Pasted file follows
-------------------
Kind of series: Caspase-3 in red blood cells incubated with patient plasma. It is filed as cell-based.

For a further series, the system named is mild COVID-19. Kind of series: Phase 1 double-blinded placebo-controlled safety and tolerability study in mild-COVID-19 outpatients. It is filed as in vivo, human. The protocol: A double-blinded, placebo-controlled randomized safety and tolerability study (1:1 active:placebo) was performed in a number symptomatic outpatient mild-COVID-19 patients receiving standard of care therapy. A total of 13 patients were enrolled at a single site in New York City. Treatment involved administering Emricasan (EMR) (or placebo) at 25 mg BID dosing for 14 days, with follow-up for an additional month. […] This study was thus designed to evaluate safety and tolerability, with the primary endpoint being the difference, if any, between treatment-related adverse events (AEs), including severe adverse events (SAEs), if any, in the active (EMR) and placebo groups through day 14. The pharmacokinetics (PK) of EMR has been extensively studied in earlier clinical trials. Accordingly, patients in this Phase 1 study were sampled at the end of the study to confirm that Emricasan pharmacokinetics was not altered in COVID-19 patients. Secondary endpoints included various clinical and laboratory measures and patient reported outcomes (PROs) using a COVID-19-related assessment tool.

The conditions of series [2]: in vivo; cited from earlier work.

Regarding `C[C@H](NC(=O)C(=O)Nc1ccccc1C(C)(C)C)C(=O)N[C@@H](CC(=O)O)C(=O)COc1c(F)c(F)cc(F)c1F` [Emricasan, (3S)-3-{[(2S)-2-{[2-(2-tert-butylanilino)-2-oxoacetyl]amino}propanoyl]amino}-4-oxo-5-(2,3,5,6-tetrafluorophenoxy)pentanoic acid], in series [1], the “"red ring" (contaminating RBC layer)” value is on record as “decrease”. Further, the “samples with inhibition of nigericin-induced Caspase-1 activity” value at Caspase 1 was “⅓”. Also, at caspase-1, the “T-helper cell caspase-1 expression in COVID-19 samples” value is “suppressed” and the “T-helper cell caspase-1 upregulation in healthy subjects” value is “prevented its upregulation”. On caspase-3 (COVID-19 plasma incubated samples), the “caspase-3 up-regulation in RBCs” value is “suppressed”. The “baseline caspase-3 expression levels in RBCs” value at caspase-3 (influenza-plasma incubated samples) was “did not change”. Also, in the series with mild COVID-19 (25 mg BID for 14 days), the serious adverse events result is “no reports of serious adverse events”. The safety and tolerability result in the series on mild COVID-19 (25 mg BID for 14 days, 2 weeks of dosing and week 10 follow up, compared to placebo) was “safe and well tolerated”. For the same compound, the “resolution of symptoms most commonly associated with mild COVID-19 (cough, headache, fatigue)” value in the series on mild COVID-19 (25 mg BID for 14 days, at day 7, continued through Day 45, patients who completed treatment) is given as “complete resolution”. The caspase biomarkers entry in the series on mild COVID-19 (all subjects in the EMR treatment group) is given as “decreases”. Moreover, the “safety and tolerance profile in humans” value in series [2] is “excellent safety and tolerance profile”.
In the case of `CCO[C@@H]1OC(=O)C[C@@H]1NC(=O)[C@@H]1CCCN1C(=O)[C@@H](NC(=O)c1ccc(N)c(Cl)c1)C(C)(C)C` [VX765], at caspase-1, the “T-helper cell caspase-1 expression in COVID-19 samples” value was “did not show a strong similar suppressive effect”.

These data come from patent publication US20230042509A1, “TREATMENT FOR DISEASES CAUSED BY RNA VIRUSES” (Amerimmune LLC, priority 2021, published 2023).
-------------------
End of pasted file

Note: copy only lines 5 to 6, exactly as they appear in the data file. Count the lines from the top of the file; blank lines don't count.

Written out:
In the case of `CCO[C@@H]1OC(=O)C[C@@H]1NC(=O)[C@@H]1CCCN1C(=O)[C@@H](NC(=O)c1ccc(N)c(Cl)c1)C(C)(C)C` [VX765], at caspase-1, the “T-helper cell caspase-1 expression in COVID-19 samples” value was “did not show a strong similar suppressive effect”.

These data come from patent publication US20230042509A1, “TREATMENT FOR DISEASES CAUSED BY RNA VIRUSES” (Amerimmune LLC, priority 2021, published 2023).